The Political Economy of Violence and Distribution in Ancient Times: A Note on the Relationship between Specific Investments and the Evolution of Early Human Societies
this paper combines the economic concept of specific investment with anthropological evidence on three early human societies –the disbanding groups of pre-anatomically modern humans, the huntergatherers’ egalitarian communities, and the primitive states or chiefdoms. This combination is aimed to provide a single framework for thinking of the institutional evolution of their political organizations and, therefore, of the associated mode of regulation of violence and distribution. Specifically, I examine a circular causation mechanism by which exogenous ‘technological’ conditions determine the basic type of economic activity together with the associated degree of investments’ specificity. The resulting safeguards are expressed in political terms and, in turn, the way these political organizations regulate the level of violence in the society implements a distribution of goods and power which has the effect of reinforcing the initial kick in terms of the economic structure. Thus, at the cost of some loss in formal sophistication, the paper stresses the two-way link between the economical, the political and the distributional sphere, and discusses grouplevel mechanisms to restrain behaviour that –exogenous to every individual in the group but endogenous to groups’ behaviour- are not caught by conventional modelling about the origins of order.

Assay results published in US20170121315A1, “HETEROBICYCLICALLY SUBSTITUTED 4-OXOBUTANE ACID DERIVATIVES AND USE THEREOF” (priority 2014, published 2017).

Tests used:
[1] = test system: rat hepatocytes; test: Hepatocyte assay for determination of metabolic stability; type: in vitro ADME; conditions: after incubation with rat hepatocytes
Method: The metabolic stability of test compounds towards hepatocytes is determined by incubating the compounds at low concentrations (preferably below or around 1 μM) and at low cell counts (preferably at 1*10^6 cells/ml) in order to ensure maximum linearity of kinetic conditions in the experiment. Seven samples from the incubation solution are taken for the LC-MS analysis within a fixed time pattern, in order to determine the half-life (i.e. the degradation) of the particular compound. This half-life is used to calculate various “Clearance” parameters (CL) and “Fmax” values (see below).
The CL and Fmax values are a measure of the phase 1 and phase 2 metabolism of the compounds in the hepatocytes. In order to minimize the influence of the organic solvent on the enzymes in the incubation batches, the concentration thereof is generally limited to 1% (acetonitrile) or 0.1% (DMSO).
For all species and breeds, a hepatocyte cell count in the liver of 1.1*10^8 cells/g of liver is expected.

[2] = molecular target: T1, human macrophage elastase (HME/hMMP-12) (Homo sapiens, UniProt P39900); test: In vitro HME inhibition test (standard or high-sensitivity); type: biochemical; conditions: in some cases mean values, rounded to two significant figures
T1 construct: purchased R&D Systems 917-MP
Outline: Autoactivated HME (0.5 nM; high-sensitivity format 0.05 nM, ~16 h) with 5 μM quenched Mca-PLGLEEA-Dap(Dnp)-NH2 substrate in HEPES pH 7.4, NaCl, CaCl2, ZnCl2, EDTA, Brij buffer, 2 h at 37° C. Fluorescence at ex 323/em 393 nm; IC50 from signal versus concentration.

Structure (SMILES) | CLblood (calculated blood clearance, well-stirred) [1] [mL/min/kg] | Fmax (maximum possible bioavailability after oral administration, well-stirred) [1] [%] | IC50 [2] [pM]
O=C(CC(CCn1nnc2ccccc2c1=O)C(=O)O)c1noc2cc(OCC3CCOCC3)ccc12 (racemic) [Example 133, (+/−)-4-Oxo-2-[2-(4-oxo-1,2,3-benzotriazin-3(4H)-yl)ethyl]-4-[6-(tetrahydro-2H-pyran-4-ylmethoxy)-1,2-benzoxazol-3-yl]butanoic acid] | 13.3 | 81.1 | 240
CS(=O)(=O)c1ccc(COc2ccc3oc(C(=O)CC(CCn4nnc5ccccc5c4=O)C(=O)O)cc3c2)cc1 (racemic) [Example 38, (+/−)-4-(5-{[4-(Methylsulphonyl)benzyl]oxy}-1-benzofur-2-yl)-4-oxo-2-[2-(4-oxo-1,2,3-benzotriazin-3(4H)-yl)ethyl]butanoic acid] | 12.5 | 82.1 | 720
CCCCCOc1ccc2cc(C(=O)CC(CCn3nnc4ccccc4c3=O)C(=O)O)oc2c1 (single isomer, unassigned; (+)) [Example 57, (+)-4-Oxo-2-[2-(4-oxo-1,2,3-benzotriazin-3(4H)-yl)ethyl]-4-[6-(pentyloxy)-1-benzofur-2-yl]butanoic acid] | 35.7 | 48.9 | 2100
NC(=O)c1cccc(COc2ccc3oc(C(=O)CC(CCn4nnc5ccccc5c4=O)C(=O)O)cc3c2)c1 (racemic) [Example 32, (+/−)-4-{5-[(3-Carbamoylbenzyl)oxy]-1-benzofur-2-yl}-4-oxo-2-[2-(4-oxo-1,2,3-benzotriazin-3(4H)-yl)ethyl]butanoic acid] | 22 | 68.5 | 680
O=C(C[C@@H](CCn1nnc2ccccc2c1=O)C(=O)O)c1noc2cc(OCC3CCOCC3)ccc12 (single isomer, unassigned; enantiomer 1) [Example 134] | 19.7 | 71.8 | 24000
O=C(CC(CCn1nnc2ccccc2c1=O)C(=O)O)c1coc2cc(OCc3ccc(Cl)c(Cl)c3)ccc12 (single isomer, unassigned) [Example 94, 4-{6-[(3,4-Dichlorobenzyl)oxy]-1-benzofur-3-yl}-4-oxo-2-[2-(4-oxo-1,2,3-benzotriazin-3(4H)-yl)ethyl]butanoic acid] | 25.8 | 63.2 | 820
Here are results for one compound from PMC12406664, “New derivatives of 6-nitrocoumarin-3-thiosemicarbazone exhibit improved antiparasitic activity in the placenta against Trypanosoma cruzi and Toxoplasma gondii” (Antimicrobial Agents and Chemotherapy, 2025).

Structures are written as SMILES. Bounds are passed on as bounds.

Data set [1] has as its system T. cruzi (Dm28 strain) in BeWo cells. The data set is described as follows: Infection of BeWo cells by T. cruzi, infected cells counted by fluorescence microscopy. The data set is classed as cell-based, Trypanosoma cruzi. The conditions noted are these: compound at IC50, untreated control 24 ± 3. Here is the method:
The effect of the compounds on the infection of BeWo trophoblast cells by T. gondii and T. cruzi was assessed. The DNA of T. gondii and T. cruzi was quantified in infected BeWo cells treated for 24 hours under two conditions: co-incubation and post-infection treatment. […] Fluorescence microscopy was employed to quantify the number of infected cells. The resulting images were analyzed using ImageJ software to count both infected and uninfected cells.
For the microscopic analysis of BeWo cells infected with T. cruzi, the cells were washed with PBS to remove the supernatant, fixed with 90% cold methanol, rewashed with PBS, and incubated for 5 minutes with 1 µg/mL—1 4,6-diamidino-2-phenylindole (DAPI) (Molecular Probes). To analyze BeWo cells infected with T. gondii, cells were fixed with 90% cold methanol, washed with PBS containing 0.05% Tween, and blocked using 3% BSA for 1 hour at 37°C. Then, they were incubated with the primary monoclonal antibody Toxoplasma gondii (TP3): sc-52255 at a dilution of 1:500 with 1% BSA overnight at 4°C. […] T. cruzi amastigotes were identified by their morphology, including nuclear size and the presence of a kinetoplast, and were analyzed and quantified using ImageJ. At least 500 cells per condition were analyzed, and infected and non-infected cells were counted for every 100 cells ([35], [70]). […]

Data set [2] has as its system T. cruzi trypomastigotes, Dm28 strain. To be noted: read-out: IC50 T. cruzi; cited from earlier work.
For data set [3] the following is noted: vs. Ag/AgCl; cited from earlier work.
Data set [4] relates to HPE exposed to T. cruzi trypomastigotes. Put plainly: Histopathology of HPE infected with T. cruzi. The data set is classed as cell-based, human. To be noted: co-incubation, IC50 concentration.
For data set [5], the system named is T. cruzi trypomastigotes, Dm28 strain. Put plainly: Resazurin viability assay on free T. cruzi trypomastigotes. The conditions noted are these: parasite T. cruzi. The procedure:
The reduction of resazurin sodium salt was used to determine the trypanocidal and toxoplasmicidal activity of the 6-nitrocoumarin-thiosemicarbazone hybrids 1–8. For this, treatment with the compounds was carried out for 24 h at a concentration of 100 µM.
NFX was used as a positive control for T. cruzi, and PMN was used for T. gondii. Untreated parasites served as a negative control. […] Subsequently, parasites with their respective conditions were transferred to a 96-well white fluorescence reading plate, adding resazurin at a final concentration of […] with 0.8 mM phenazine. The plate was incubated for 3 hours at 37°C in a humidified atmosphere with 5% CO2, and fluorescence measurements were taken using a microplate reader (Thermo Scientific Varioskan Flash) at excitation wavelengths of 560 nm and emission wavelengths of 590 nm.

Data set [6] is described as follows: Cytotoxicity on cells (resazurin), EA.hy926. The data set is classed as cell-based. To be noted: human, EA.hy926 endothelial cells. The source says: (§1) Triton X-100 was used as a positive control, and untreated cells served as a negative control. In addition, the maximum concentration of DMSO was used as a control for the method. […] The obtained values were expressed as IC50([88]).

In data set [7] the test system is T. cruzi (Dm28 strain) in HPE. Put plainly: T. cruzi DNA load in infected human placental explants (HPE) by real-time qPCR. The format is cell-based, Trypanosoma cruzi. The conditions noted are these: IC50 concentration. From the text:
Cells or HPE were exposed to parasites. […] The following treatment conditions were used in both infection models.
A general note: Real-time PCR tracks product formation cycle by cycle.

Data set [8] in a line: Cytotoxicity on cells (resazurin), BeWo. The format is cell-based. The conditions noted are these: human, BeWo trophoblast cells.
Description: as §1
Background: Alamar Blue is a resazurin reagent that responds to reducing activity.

|Date of creation:||Sep 2005|
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